This is a splendid local attraction of 2 miles of railway to Rowsley from originally Matlock Riverside. The line was part of the Derby to Manchester route, taking in the best of the Peak District via Buxton. Various issues have occurred with the likes of the Duke of Devonshire (Chatsworth House) and the Duke of Rutland (Haddon Hall) not wanting the rail to cross their land.
In the summer you can hear the steam train, currently ‘The Royal Pioneer’ pulling into Matlock Riverside Station, a wonderfully nostalgic sound. The railway runs along the Heritage Way and Derwent Meadows. You can sit in the pullman carriages for an Afternoon Tea, Murder Mystery event, Tapas, Shutter Hunter Galas, Santa and so much more. When walking around the meadows – I have to stop and stare at such a wonderful sight and sound.
5. Smedley’s Hydro on Smedley Street, Matlock
John Smedley effectively put Matlock ‘on the map’. Before medicines such at penicillin and other antibiotics were discovered (Fleming 1928), it was widely thought that natural spring and spa water regulated at different temperatures and presented at different pressures could be the answer to several illnesses and diseases. It was also seen as a therapeutic remedy to mental health issues. The Smedley’s Hydro on Smedley Street, Matlock was a very popular spa in the late 1800. There were some twenty more such establishments in Matlock, in fact most of the very large buildings in Matlock were the spas. Shame it isn’t a spa still but at least one can admire the building.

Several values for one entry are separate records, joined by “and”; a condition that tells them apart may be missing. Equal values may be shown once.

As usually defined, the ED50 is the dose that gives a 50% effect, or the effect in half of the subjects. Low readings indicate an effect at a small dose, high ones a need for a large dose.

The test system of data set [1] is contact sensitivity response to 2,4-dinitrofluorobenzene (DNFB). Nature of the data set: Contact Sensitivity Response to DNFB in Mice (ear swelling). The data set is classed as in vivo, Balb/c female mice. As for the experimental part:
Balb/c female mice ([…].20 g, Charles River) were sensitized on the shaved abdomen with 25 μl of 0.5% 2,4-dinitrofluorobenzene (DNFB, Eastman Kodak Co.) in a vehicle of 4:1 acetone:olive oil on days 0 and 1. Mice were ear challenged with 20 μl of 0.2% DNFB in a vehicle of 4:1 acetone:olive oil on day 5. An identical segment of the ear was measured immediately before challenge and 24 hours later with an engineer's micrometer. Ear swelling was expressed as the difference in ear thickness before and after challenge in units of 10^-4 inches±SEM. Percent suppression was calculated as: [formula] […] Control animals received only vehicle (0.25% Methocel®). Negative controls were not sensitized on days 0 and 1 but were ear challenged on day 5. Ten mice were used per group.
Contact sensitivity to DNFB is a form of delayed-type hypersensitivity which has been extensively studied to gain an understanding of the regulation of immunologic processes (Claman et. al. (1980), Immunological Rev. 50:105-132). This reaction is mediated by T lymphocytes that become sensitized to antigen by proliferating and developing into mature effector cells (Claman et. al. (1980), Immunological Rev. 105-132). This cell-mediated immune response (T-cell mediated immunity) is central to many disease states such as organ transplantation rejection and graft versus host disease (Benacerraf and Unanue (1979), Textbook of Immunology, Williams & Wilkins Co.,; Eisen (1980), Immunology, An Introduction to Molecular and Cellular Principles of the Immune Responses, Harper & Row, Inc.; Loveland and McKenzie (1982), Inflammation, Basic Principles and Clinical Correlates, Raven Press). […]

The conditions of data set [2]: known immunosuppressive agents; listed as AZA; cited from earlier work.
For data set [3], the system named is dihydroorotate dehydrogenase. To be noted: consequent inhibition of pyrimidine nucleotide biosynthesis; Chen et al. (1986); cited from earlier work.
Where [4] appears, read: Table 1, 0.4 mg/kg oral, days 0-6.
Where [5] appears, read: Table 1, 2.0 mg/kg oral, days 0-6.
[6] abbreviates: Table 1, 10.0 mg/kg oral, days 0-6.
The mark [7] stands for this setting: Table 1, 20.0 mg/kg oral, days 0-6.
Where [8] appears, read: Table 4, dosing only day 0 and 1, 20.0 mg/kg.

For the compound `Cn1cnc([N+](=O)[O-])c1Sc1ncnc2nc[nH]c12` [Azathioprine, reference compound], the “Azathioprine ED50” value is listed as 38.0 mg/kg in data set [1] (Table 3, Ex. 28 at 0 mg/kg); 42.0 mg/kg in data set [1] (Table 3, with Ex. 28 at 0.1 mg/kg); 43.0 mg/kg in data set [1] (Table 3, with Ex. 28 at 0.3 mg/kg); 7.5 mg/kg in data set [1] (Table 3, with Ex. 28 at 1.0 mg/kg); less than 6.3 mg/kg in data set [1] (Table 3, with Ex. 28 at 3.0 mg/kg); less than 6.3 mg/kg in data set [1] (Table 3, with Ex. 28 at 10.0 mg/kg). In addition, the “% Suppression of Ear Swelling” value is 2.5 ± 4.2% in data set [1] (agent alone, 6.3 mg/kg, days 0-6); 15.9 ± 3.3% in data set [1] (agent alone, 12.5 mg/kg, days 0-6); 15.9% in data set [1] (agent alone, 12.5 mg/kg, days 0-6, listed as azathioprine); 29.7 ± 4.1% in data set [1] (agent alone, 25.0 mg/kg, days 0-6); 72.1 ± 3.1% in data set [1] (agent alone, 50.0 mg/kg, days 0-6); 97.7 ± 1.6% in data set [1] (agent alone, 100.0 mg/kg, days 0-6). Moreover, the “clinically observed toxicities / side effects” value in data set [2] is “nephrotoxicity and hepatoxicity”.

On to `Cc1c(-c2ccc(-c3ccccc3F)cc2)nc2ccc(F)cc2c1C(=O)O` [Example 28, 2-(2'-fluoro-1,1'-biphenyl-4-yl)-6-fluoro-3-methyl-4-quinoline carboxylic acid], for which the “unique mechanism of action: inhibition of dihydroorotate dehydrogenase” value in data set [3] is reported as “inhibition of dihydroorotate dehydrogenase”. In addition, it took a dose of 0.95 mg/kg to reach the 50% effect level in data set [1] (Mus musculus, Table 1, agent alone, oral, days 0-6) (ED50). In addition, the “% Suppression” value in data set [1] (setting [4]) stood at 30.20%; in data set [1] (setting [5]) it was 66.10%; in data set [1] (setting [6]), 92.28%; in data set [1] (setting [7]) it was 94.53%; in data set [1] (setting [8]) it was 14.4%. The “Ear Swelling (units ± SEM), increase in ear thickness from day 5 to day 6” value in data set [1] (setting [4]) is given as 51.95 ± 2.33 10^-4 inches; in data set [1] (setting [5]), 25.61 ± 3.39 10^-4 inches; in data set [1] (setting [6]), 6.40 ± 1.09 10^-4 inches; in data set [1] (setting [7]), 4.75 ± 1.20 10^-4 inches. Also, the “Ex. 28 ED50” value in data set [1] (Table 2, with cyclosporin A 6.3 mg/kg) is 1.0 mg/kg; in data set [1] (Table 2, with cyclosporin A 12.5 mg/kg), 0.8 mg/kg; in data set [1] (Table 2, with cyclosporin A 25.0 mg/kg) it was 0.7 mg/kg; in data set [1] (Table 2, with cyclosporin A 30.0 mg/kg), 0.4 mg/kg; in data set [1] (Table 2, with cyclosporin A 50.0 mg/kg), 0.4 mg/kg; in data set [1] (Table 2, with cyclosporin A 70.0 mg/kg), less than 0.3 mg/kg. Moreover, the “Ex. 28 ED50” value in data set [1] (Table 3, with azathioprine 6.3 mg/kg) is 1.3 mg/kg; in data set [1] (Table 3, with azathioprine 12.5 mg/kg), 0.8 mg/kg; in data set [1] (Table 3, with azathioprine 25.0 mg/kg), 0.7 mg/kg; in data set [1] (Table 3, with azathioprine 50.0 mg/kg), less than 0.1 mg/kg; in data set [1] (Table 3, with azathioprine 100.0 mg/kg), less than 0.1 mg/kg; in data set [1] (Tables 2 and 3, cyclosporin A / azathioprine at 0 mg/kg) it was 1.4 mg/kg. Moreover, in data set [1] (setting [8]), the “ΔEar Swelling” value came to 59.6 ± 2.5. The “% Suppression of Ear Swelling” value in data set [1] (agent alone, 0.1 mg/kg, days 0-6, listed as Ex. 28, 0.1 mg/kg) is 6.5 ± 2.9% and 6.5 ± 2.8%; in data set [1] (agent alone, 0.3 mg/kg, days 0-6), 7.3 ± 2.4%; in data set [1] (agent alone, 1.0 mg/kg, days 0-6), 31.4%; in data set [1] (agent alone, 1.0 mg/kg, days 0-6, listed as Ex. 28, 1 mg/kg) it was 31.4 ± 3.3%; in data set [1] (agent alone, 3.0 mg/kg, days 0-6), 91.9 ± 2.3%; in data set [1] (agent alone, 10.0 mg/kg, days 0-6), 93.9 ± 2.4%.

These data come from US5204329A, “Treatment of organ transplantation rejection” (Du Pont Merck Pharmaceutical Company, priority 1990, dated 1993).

When you walk along Smedley Street past the building you can see the small windows which were the spa rooms and around the front of the building you can still see the mosaics where the large swimming pool was, enjoyed by the 320 (at maximum capacity) residents. The hydro became an elegant and sumptuous hotel, The Grand, with lush gardens and tennis courts. The building is now occupied by the Derbyshire Dales Direct Council.
6. Phoebe Bown of Matlock
Born in 1771, a certain Phoebe Bown was Derbyshire’s strongest woman, she lived in Matlock. She became a tourist attraction – tourists would come from far and wide to stare at the woman who was known at The Amazon of Matlock Green. Phoebe had many talents; she was a blacksmith, a carpenter and a stonemason. She was also a jockey, a crack shot with a gun, a noted pugilist who would take on any man but also a skilled musician (she could play the bass viol, violin and flute). As well as these attributes she was also able to recite Shakespeare, Milton and Alexander Pope from memory. She was over six feet tall and a heavy build but could play delicately on her instruments, her favourite being the flute. The story goes that a tourist bought a harpsicord for her, but because she couldn’t fit it in her house she built an extension for it. Her cottage stood at the end of Hall Leys Park. On her death in 1854 an epitaph was written, although doesn’t appear on her headstone, at St Giles Church, Matlock: